Journal of Archaeology in the Low Countries 1-2 (November 2009)Quentin Bourgeois; Luc Amkreutz; Raphaël Panhuysen: The Niersen Beaker burial: A renewed study of a century-old excavation

1 Introduction


Fig.1 Location of Niersen

Little over a century ago, Jan Hendrik Holwerda, then curator of the Dutch department in the National Museum of Antiquities (RMO) in Leiden, spent several years researching prehistoric barrows in the Veluwe area (central Netherlands). During the 1907 campaign Holwerda excavated a barrow west of Vaassen in the vicinity of Niersen. This barrow, G4, covered an exceptional primary grave with human skeletal remains of more than one individual, which were reasonably well-preserved, a rare situation on the Dutch sandy upland. Holwerda consolidated the grave by using plaster and lifting it en bloc. The grave was transported to Leiden where measures were taken to preserve the find. The grave was on display to the public for several years. At some point during the early part of the 20th century, the grave was stored in the museum and has been there ever since.

Recently, the Niersen find has attracted new scientific interest. In 2008 a new NWO-funded research programme started at the Faculty of Archaeology, Leiden University. This multidisciplinary programme, titled Ancestral Mounds aims to investigate the role and meaning of barrow landscapes dating from the Late Neolithic to the Middle Bronze Age in the southern and central part of the Netherlands (visit The project, which also involves the National Museum of Antiquities and the State Service for Cultural Heritage (RCE), focuses on the analysis of already excavated and published data on burial mounds in conjunction with new limited fieldwork (Bourgeois 2008). In this respect the Niersen burial is of special interest since it offers the opportunity to re-analyse both the original fieldwork and field data. Hundreds of barrows were excavated in the 20th century, but barrows with good preservation conditions are very rare in most regions where barrows are located. The Niersen burial thus provides insights into what we are missing and offers opportunities for the application of new scientific methods and perspectives. It may eventually become worthwhile to re-trace Holwerda’s initial steps and re-investigate the burial mound itself.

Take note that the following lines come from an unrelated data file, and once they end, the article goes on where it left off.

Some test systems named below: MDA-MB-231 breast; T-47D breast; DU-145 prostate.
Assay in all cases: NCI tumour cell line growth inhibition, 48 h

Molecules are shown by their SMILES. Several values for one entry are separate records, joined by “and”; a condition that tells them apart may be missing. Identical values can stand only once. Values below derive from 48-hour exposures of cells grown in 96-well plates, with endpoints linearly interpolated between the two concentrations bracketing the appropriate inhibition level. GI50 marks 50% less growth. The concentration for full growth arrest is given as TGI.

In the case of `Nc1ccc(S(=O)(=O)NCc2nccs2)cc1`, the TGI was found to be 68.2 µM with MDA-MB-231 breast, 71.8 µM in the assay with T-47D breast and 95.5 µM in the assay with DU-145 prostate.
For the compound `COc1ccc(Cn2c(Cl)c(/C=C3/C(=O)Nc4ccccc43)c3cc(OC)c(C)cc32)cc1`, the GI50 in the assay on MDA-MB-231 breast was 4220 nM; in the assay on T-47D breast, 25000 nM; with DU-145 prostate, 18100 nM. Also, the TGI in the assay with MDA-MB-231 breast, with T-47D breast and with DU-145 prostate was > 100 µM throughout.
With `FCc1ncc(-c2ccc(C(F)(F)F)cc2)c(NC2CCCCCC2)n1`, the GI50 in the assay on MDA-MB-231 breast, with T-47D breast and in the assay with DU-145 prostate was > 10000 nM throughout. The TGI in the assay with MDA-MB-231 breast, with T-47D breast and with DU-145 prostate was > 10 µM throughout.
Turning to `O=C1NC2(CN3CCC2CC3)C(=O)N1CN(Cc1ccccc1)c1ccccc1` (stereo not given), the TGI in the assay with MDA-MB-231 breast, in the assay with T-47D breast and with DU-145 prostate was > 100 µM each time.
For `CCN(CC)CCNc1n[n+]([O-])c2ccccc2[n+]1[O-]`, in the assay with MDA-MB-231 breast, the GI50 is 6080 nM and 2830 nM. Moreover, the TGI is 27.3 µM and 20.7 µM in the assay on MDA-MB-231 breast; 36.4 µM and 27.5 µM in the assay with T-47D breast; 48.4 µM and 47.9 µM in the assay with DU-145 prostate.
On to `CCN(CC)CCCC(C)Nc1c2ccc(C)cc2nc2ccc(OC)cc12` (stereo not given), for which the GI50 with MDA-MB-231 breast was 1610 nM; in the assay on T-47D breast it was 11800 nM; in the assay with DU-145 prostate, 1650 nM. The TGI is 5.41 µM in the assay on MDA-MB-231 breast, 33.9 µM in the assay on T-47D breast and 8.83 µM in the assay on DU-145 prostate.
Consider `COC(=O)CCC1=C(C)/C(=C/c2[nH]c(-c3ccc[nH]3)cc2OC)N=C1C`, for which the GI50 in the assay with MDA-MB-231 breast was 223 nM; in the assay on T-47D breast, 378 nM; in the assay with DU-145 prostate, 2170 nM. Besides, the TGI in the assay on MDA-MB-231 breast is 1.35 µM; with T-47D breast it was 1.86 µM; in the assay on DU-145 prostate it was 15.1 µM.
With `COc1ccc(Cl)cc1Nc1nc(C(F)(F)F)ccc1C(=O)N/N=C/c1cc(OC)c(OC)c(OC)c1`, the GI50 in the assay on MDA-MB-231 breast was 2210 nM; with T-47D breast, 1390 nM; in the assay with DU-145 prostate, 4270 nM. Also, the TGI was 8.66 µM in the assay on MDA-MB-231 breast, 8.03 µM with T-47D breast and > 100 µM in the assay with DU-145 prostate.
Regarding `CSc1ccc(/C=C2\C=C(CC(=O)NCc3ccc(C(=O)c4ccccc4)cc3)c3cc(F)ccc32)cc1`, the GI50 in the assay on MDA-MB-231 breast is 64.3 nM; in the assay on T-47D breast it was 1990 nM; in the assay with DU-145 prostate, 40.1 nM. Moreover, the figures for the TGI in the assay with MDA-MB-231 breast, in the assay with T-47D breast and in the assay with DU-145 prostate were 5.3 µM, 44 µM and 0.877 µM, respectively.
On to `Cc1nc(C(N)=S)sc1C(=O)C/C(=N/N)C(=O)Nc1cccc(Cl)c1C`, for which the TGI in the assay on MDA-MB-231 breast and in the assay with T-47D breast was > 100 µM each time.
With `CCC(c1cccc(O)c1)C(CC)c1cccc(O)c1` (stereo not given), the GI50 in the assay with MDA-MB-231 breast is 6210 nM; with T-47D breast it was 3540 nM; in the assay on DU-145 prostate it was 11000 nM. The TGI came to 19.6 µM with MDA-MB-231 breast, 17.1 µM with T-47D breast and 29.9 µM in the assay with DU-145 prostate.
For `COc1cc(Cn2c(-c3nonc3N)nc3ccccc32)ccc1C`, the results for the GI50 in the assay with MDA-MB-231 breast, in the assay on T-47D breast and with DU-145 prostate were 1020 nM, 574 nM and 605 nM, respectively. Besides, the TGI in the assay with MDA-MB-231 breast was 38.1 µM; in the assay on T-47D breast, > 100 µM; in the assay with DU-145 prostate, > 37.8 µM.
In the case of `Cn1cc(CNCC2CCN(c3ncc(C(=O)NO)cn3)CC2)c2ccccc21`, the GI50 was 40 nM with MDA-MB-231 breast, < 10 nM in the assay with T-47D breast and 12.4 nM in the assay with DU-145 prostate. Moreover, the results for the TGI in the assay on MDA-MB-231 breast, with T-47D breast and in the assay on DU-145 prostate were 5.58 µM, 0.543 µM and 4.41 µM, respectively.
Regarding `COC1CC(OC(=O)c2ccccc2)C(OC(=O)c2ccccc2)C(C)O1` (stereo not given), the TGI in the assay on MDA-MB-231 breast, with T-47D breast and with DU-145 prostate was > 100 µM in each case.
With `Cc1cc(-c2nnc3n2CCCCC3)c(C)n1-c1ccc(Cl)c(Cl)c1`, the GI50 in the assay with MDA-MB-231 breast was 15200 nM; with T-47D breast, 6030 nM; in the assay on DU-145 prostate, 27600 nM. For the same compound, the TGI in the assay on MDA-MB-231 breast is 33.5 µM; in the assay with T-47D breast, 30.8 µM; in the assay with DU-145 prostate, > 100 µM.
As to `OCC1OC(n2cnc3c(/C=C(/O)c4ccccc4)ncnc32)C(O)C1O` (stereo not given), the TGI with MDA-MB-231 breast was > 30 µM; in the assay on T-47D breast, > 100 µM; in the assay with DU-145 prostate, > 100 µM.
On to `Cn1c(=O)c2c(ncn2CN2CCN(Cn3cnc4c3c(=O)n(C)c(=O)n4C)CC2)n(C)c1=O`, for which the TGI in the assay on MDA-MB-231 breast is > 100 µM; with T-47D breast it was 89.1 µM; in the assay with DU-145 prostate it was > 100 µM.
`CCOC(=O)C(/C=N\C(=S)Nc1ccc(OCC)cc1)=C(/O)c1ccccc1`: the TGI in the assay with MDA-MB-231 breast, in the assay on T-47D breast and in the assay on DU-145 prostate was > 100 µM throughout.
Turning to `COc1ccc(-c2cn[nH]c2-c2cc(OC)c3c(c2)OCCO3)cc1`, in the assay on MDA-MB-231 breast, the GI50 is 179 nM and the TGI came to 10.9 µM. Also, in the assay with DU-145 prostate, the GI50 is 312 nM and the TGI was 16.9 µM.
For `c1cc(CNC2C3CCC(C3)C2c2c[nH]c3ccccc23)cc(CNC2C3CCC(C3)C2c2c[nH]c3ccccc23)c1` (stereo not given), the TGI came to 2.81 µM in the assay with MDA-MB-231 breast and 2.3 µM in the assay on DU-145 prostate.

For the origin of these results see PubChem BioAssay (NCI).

This paper offers a new analysis and interpretation of the Niersen burial based on recent investigations of the excavation data, the burial, the human remains and some associated finds. We firstly present the history of the find and a description of the current state of the burial. Subsequently the results of the physical anthropological examination will be presented and the excavation data will be reviewed.


Fig. 2 The Niersen burial after it was rediscovered and cleaned.
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